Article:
Monday morning: You’re slumped in your chair staring at your computer screen, already feeling sapped of energy — and it’s only 9:30. As you squint your eyes and try to will yourself into feeling more energetic, a colleague taps you on the shoulder: “Hey, are you OK? You look terrible.”
You know you’re exhausted, and everyone around you knows it too. It might seem obvious to you that sleep is the answer to your problem. But there’s more to it than that. The true secret to success (i.e., natural energy) is the one-two punch of lowering sleep debt and working with your circadian rhythm.
Keep reading to understand why sleep debt and circadian rhythm are the keys to how you feel during the day, how to design your day for optimal productivity, and more.
When it comes to being your best self during the day, it turns out nothing matters as much as the two laws of sleep: sleep debt and circadian rhythm. This two-process model of sleep regulation was developed by sleep scientist Alexander Borbély who theorized that we sleep and wake based on the interaction between our sleep debt and our circadian rhythm.
The key to feeling more awake and energetic is learning to leverage the two laws of sleep. By minimizing your sleep debt and working with your circadian rhythm, you’re more likely to feel rested and productive.
If you don’t put enough gas in your car, you won’t have the fuel to get where you want to go. This somewhat simplistic illustration is one way to think about the effects of not getting enough sleep — or carrying a high sleep debt. For a more detailed explanation, let’s look at the opposite side of the spectrum.
If you were sleep debt-free — i.e., getting the precise amount of sleep your body needs every night — each day you'd experience a normal buildup of sleep pressure. Inside the brain, sleep pressure is the gradual accumulation of adenosine, an organic compound that decreases arousal and causes drowsiness. At bedtime, sleep pressure hits its peak and you hit the sheets. When you get your ideal amount of sleep, the brain purges itself of adenosine, resetting the pressure balance to zero for the next day.
On the other hand, when you’re sleep-deprived, instead of getting a full adenosine purge, you carry over the leftover adenosine to the next day. This leftover adenosine compounds the negative effects of sleep loss, and your energy levels take a hit.
It makes sense that paying down sleep debt can help you reclaim your energy. But how do you pay down debt?
If you woke up at 3 a.m., it wouldn’t be reasonable to expect that you could just jump up and go for your regular morning run and start your day with no problem. Most of us understand and accept the natural energetic limitations of our nighttime sleeping hours. But what you might not realize is that those hours are just one part of a bigger picture: your energy schedule, or circadian rhythm.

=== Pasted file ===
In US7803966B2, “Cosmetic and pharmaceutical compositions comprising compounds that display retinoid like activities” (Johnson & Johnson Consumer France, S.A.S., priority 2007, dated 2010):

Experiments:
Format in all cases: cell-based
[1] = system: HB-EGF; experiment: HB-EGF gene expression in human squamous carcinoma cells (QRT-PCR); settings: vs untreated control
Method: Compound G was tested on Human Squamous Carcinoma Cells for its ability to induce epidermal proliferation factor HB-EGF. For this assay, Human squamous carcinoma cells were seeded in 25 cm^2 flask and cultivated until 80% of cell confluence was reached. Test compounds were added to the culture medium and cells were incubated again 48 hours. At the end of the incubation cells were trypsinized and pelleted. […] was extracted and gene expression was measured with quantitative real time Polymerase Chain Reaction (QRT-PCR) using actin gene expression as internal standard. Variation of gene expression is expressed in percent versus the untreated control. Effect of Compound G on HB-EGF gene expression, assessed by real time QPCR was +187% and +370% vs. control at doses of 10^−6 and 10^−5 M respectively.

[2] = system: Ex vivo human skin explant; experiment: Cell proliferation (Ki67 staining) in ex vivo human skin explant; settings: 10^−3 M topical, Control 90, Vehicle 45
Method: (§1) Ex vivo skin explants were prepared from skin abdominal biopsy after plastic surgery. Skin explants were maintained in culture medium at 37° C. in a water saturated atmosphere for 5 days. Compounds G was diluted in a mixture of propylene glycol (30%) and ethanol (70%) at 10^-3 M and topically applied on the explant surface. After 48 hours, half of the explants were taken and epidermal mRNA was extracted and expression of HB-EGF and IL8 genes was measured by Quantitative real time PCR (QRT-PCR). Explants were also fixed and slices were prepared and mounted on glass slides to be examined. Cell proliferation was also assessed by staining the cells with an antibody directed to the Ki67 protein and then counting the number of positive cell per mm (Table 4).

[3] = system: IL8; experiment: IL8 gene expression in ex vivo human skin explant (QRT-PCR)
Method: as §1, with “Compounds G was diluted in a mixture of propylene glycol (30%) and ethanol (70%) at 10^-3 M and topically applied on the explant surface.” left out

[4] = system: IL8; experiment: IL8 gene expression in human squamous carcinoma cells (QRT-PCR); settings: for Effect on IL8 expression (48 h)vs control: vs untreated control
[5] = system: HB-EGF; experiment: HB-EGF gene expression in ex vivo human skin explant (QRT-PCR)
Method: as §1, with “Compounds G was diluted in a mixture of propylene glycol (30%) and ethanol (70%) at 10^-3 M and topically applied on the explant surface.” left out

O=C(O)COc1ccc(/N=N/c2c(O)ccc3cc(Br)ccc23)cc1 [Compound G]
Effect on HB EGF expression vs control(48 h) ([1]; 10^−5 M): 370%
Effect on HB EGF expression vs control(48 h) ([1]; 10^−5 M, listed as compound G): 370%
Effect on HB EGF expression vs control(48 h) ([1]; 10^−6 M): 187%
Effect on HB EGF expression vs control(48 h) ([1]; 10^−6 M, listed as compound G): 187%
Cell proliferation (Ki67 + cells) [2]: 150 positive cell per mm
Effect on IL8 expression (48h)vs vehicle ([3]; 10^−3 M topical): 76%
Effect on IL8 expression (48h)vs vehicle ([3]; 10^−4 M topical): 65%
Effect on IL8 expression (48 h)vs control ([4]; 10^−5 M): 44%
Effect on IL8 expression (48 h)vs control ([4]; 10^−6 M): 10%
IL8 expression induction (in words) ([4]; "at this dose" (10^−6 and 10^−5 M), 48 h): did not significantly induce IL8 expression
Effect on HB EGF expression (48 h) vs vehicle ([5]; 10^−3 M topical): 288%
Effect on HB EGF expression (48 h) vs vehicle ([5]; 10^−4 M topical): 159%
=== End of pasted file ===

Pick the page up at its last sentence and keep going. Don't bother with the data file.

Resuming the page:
If you zoom out and look at all 24 hours of the day, what you’ll see is a wave of energy peaks and dips that represent your circadian rhythm. The RISE app shows the timing of your personal energy levels as they go up and down throughout the day. While the timing of these peaks and dips is different for everybody based on their unique chronobiology (and can change for the same person from day to day based on light exposure and other inputs), the pattern goes like this:
Bottom line: It is natural for energy to ebb and flow throughout the day. As much as you might like to be running on all cylinders with maximum energy all day long, that’s just not natural or realistic. However, you can use your peaks and dips in energy to your advantage.
People have a lot to say about time management. (A search on Amazon.com came up with 60,000 titles on the subject.) At Rise, we think energy management is what’s actually important. If you keep your circadian rhythm in mind as you plan your day, you may be able to schedule certain tasks and activities so that the energy required will match with your body’s natural energy levels at that time. For many people, employing this strategy turns out to be a transformative way of unlocking productivity.
For instance, if you have an important meeting that falls during your midday dip, try to move it up a couple of hours so that it coincides with your morning peak instead. You will be more alert, better able to focus, and have a higher tolerance for stress.
Here are some ideas on designing a workday for optimal productivity: